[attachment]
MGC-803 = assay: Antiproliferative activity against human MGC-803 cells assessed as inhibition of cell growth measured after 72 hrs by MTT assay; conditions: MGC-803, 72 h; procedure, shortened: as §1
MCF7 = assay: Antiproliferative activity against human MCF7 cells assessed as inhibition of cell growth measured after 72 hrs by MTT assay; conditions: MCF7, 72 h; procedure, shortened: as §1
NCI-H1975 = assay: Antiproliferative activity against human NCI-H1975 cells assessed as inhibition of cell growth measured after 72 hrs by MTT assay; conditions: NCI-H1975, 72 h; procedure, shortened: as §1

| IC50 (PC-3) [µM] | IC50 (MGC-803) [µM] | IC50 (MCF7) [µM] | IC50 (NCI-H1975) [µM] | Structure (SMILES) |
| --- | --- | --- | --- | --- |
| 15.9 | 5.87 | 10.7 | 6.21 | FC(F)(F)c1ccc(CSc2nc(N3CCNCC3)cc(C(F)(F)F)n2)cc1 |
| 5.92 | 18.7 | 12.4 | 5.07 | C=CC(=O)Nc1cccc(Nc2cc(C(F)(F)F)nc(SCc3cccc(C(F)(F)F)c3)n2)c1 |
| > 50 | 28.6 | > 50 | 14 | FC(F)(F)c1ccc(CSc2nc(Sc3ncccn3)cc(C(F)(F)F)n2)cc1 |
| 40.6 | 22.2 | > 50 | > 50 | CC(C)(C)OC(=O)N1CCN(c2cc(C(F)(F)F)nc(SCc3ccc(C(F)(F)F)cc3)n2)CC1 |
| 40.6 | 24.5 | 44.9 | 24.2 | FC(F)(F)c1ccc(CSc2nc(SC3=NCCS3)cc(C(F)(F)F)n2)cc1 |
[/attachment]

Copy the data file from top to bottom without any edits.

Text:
MGC-803 = assay: Antiproliferative activity against human MGC-803 cells assessed as inhibition of cell growth measured after 72 hrs by MTT assay; conditions: MGC-803, 72 h; procedure, shortened: as §1
MCF7 = assay: Antiproliferative activity against human MCF7 cells assessed as inhibition of cell growth measured after 72 hrs by MTT assay; conditions: MCF7, 72 h; procedure, shortened: as §1
NCI-H1975 = assay: Antiproliferative activity against human NCI-H1975 cells assessed as inhibition of cell growth measured after 72 hrs by MTT assay; conditions: NCI-H1975, 72 h; procedure, shortened: as §1

| IC50 (PC-3) [µM] | IC50 (MGC-803) [µM] | IC50 (MCF7) [µM] | IC50 (NCI-H1975) [µM] | Structure (SMILES) |
| --- | --- | --- | --- | --- |
| 15.9 | 5.87 | 10.7 | 6.21 | FC(F)(F)c1ccc(CSc2nc(N3CCNCC3)cc(C(F)(F)F)n2)cc1 |
| 5.92 | 18.7 | 12.4 | 5.07 | C=CC(=O)Nc1cccc(Nc2cc(C(F)(F)F)nc(SCc3cccc(C(F)(F)F)c3)n2)c1 |
| > 50 | 28.6 | > 50 | 14 | FC(F)(F)c1ccc(CSc2nc(Sc3ncccn3)cc(C(F)(F)F)n2)cc1 |
| 40.6 | 22.2 | > 50 | > 50 | CC(C)(C)OC(=O)N1CCN(c2cc(C(F)(F)F)nc(SCc3ccc(C(F)(F)F)cc3)n2)CC1 |
| 40.6 | 24.5 | 44.9 | 24.2 | FC(F)(F)c1ccc(CSc2nc(SC3=NCCS3)cc(C(F)(F)F)n2)cc1 |